Our campaign has demonstrated the media can educate and motivate the public to successfully challenge policies that would have a negative impact on our community.

We are grateful that East Tennesseeans will continue to receive the essential speech and hearing services that they need and deserve and that UT will continue to train and educate the next generation of professionals who will provide these services.

Thanks to the enthusiastic support of the UT Health Science Center, the board of trustees, the local print and television media and all in the community whose support helped make this a reality.

Larry Silverstein, an attorney, is the son of the late Dr. Bernie Silverstein, the founding director of the Hearing and Speech Center in 1953 and a UT professor until l996. His e-mail address is

(Laurie's Note: Copied with permission from Larry Silverstein)

Tuesday, December 16, 2008


Sleepless and bewildered but gloriously proud, the husband of Mary emerged from the stable and made his way to the census takers booth. For it was the decree of Imperial Rome, ordering a general census that had brought them to Bethlehem.

The angels' song hummed through his heart and timed steps with its rhythm; his fine bronzed face radiated with the wonder of the night. But enrollment blanks and reckonings kept the census taker busy, and all he saw was another peasant standing in line.

"Name?" he demanded in a routine tone.

"Joseph, carpenter, of Nazareth, of the house of David."



"Wife's name?"



The young carpenter drew himself up. . ."One child," he answered proudly. "A son, Jesus, born last night."

Was there any comment? Did the petty government official who wrote for the first time the name that was to be "Above Every Name" - did he wonder as he wrote?

Probably not. It was just one more name on the census roll.

Just another boy.

(written by Bruce Barton)

May this post find you anticipating Christ's birth with HOPE and WONDER!

Christmas blessings, Laurie

Saturday, December 06, 2008

Health Update - Meniere's Disease?

Dear Friends,

I know I am way behind in my blog and will be updating it when I have a good opportunity. My email box is filling up with messages wondering where I've been and I want to thank everyone for their kind words and concern. I am truly blessed to have friends like you, many of whom I haven't met in person yet. I just responded Ethan's mom (see earlier post when I visited with her and E-boy) and thought I would just copy and paste my response here, too.

I have not felt well since I returned home from my trip to Ohio in late September. I had a very bad cold/sinus infection in October and it took me a long time to get over it. At the beginning of November, I went on a 10-day mission trip to Latvia with my husband and a group from our church, the Faithful Men singing group. While we were there I had two very bad vertigo attacks and was completely immobilized in bed in our hotel room for two days. I could not move, open my eyes or do anything without vomiting or having the room spinning on me. At first I thought it was food poisoning but no one else got sick like I did. A friend of mine had some phenergan with her so I was able to take that and survive the long 20-hour trip home.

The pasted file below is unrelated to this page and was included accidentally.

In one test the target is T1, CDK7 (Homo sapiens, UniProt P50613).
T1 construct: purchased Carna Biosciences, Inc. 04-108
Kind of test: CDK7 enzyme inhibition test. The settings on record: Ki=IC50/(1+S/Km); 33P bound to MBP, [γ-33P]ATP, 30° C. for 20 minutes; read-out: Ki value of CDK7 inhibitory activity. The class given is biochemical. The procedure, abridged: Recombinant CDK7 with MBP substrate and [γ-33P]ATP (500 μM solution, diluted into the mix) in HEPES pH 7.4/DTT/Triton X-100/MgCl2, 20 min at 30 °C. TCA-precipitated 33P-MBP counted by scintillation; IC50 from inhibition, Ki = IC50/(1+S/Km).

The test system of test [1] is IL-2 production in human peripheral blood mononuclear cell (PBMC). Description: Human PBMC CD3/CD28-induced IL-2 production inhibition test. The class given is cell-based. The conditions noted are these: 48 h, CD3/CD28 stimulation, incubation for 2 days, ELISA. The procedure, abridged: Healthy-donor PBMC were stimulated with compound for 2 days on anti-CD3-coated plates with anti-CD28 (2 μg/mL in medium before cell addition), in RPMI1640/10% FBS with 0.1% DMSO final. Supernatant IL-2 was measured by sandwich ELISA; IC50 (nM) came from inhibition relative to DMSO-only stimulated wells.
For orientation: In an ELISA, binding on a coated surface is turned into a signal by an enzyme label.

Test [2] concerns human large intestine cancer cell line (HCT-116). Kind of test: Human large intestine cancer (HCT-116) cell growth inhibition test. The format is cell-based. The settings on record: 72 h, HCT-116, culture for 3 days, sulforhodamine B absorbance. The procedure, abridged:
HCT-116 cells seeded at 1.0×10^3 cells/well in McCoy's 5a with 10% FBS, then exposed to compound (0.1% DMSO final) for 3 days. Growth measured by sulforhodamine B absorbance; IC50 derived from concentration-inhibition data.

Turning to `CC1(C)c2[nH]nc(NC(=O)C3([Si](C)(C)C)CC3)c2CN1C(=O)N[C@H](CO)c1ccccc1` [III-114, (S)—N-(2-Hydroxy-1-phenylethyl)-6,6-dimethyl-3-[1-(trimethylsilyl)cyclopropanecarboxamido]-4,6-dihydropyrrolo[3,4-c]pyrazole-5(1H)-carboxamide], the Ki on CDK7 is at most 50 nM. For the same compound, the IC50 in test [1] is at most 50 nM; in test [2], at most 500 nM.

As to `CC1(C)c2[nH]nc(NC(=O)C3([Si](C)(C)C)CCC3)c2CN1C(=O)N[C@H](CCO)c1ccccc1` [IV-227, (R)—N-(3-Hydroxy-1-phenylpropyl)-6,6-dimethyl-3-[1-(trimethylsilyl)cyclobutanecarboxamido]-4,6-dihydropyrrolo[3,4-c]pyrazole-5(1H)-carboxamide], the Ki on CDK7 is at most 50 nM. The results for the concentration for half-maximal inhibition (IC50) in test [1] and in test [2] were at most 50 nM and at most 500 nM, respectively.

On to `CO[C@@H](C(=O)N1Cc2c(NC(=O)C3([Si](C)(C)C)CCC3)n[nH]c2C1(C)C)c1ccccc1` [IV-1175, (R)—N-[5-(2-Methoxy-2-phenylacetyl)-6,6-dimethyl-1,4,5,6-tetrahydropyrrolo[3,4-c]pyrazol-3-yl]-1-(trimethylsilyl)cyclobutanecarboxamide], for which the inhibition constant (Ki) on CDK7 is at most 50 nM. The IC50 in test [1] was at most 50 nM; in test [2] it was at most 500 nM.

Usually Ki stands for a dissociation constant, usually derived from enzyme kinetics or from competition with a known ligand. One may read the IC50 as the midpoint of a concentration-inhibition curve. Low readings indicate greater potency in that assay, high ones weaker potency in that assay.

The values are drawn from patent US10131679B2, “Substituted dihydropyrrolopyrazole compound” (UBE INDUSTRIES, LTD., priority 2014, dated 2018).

To make a long story short, after seeing two doctors and going to a therapist, Dr. Merwin, my ENT/CI doctor, has pre-diagnosed me with Meniere’s disease, which is an inner ear disorder that controls balance. If that is the case, it will just be one more obstacle in my life that I will have to deal with. And I'm okay with that.

Meniere's Disease is manageable with a low salt/high protein diet and medicine. I am currently taking a water pill to see if that will drain the extra fluid around my ears. There is no cure for it. I will have two more tests done in the coming weeks to confirm Dr. Merwin's diagnosis (I can't have an MRI because of my cochlear implants so he is using other options). I am starting to have more good days than difficult ones. And will have final results in mid-January.

One of the side effects of Meniere's Disease is hearing loss. Luckily, this has not affected my hearing because of my implants. However, I've gone in the other direction and am EXTREMELY sensitive to sound. I have the sensitivity and volume levels turned way down and it is still too loud at times! Sometimes I just take them off for awhile and work in silence.

So, when I do have my good days, I try not to overdo it and just do the daily tasks that need to be done. With the holidays and year-end business accounting for our business, I have more than I can handle! But, all I can do is just take one day at a time. I used to say that God doesn't give us more than we can handle but over the last few years I've changed my view about that statement. I do think He gives us more than we can handle so we can call out His Name, talk with Him daily and walk with Him. He will be our guide during difficult and stressful times. He is here.

Hope you and your family and friends are enjoying the holidays with anticipation and HOPE. May you have a blessed holiday season, whether you celebrate Christmas, Hanukkah, or other tradition!